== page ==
Thanks for polluting the planet: emails blamed for climate change
British officials working on plans to tackle climate change have alighted on a new threat to the planet: millions of unnecessary emails sent every day, including those that say nothing more than “thanks”.
Officials have been particularly taken by research suggesting that more than 64m unnecessary emails are sent by Britons every day, pumping thousands of tonnes of carbon into the atmosphere owing to the power they consume.
“We’ve been looking at research suggesting that if you reduced those emails by just one a day, you would save a lot of carbon,” said one person involved in COP26 preparations.
The issue of unnecessary emails was raised in a recent paper from the National Cyber Security Centre, a London-based agency charged with making the country’s online life secure. The NCSC declined to comment.
Cutting online small talk and courtesies has not yet been put to ministers — officials say work is at a preliminary stage — but Boris Johnson wants to make radical environmental action a hallmark of his premiership.
The carbon footprint of an email comes from the electricity that is used to power the devices on which it is written and read, the networks that transmit the data, and the data centres that store it.
Experts estimate data centres account for less than 0.1 per cent of the world’s carbon footprint, a small figure compared with the 20 per cent blamed on cars. However, emissions from data centres are growing due to increased use of online media such as video calls, games, and streaming.
One piece of open source information referred to by officials relates to research commissioned by Ovo Energy last November, which suggested that if each person in the UK sent one fewer email a day it could cut carbon output by more than 16,000 tonnes a year.
The research claimed that would be the equivalent of more than 80,000 people flying from London to Madrid. It found that the 10 most “unnecessary” emails included messages saying only “thank you”, “appreciated”, “cheers” and “LOL”.
“It is important to recognise that data traffic — such as email — does have an energy and carbon penalty,” said Susanne Barker, associate director for climate, environment and sustainability at TechUK, a non-profit industry group.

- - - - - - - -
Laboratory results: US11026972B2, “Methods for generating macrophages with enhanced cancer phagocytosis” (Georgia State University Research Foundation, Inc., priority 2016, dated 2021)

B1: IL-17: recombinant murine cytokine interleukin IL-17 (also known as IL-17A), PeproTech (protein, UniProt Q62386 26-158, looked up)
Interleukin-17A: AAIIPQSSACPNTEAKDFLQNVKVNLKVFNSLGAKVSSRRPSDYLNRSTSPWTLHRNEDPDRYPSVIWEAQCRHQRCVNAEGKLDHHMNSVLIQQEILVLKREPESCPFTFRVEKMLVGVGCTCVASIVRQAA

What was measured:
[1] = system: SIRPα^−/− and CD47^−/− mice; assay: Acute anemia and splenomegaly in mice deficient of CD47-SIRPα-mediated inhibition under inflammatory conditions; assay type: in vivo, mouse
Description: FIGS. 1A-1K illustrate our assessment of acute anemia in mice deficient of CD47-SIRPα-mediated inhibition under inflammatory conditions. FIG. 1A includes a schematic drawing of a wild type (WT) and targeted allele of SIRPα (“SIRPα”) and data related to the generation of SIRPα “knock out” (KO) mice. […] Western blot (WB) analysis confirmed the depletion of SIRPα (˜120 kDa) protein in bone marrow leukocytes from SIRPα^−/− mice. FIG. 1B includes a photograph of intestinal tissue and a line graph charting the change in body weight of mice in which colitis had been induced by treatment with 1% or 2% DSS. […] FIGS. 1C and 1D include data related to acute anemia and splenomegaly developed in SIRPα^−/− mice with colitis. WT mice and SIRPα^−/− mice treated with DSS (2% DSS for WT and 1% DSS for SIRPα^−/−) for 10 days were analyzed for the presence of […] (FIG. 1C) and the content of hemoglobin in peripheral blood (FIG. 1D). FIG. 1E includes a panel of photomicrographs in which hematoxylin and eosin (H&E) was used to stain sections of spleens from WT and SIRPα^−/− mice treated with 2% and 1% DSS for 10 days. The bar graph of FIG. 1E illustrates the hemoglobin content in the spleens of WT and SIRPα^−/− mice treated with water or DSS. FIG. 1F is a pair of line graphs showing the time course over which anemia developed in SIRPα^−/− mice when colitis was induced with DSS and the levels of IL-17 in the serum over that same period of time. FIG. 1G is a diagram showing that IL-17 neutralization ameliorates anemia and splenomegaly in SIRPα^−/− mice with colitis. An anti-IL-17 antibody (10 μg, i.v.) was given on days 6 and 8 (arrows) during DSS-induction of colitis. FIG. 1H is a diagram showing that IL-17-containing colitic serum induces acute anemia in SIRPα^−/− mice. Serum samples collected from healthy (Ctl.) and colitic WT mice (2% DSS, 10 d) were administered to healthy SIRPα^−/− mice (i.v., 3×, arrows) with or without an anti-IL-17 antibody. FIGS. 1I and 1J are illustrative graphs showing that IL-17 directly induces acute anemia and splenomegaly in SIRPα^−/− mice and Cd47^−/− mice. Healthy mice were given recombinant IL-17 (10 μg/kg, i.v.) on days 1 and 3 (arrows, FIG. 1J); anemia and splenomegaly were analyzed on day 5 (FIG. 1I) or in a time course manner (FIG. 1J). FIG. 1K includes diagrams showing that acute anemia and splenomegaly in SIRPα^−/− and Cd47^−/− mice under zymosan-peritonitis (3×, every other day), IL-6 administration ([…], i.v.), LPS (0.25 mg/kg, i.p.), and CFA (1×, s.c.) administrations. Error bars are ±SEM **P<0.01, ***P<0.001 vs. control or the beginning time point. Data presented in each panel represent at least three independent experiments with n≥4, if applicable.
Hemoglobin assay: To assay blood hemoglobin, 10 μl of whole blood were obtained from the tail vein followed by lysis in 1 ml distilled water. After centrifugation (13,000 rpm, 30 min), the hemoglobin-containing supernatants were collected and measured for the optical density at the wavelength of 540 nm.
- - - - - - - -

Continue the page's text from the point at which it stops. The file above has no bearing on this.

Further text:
However, she emphasised that the technology sector had invested heavily in increasing its use of renewable energy instead of fossil fuels, and said that some industry forecasts modelled a 50 per cent reduction in carbon by 2030.
Other experts view the idea of an email crackdown with caution.
Mike Berners-Lee, a professor at Lancaster University whose research was used to estimate the impact of cutting back on emails, said the estimated impact of each email was based on “back of the envelope” calculations in work from 2010, and that it was only a small part of emissions related to the tech sector.
While he said that it was useful as a hook for broader conversations on climate change, Mr Berners-Lee said it was vital to keep the emphasis on more significant IT questions over whether the sector can contribute to a low carbon world.
“The idea that [greater] efficiency automatically brings about a cut in carbon . . . looks incredibly dubious,” he said. “The [efficiency] of information storage and transmission and analysis has gone up by a factor of millions, but . . . the carbon footprint of our information storage and transmission analysis has also gone up because we’re doing millions and millions of times more of that activity.”
However, IT has proved its benefits in the Covid-19 crisis at a time when an economic slowdown has limited carbon emissions from other sectors, he said. “It’s great to see under those conditions that IT has enabled us to live better than we’d be able to live, without increasing our carbon footprint,” he said.